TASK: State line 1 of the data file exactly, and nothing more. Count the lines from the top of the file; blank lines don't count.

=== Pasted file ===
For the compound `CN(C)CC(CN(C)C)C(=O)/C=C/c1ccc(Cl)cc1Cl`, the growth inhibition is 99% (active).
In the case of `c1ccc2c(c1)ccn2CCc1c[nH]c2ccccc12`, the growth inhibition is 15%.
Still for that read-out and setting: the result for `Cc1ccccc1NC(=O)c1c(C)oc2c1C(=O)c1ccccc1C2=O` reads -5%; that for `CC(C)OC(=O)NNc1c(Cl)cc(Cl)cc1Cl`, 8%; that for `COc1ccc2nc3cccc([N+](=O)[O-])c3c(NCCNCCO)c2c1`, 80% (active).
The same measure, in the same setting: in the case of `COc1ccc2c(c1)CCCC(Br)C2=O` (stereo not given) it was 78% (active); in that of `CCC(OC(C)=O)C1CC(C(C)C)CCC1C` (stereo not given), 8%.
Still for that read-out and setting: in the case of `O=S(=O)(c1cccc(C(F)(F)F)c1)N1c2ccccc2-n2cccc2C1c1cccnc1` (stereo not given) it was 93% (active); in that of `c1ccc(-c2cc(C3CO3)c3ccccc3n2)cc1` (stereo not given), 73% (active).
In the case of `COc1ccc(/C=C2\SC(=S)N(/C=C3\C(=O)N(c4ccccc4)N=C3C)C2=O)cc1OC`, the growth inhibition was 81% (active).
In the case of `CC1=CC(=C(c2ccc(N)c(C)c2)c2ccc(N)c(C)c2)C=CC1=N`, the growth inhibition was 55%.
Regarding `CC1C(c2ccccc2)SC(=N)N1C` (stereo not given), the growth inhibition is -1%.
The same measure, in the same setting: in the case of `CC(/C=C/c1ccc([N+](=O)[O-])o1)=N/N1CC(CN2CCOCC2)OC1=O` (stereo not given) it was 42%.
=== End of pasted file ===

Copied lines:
For the compound `CN(C)CC(CN(C)C)C(=O)/C=C/c1ccc(Cl)cc1Cl`, the growth inhibition is 99% (active).